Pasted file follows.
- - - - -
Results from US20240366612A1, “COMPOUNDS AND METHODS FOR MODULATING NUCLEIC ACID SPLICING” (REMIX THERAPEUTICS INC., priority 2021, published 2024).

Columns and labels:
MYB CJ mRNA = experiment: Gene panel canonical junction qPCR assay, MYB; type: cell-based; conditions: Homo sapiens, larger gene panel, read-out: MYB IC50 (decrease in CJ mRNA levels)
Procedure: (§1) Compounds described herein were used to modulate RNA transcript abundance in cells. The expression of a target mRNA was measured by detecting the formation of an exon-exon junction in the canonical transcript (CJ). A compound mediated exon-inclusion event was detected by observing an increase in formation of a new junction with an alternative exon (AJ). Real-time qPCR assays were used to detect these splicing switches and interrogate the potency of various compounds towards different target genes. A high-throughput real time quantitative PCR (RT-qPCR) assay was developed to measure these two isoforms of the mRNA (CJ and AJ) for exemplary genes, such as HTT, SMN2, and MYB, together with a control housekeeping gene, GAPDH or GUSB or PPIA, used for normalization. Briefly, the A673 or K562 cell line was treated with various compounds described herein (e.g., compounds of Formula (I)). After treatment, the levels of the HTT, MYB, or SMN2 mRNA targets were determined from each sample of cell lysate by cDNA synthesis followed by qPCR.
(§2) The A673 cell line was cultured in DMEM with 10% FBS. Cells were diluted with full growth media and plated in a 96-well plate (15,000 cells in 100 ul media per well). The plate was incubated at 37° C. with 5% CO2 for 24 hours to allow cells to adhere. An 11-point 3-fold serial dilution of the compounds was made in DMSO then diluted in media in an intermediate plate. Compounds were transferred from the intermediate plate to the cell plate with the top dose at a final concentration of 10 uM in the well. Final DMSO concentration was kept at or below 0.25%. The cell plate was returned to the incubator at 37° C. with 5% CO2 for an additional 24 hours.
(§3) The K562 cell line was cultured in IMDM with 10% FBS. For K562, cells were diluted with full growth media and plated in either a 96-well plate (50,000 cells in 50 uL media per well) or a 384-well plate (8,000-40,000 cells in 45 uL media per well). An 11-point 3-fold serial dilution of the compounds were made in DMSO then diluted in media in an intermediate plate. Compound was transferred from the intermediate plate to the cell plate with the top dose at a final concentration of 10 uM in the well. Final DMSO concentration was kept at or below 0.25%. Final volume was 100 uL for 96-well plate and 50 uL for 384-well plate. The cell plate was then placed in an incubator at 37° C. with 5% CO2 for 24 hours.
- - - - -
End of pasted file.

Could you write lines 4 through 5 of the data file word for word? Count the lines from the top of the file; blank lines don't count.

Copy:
Procedure: (§1) Compounds described herein were used to modulate RNA transcript abundance in cells. The expression of a target mRNA was measured by detecting the formation of an exon-exon junction in the canonical transcript (CJ). A compound mediated exon-inclusion event was detected by observing an increase in formation of a new junction with an alternative exon (AJ). Real-time qPCR assays were used to detect these splicing switches and interrogate the potency of various compounds towards different target genes. A high-throughput real time quantitative PCR (RT-qPCR) assay was developed to measure these two isoforms of the mRNA (CJ and AJ) for exemplary genes, such as HTT, SMN2, and MYB, together with a control housekeeping gene, GAPDH or GUSB or PPIA, used for normalization. Briefly, the A673 or K562 cell line was treated with various compounds described herein (e.g., compounds of Formula (I)). After treatment, the levels of the HTT, MYB, or SMN2 mRNA targets were determined from each sample of cell lysate by cDNA synthesis followed by qPCR.
(§2) The A673 cell line was cultured in DMEM with 10% FBS. Cells were diluted with full growth media and plated in a 96-well plate (15,000 cells in 100 ul media per well). The plate was incubated at 37° C. with 5% CO2 for 24 hours to allow cells to adhere. An 11-point 3-fold serial dilution of the compounds was made in DMSO then diluted in media in an intermediate plate. Compounds were transferred from the intermediate plate to the cell plate with the top dose at a final concentration of 10 uM in the well. Final DMSO concentration was kept at or below 0.25%. The cell plate was returned to the incubator at 37° C. with 5% CO2 for an additional 24 hours.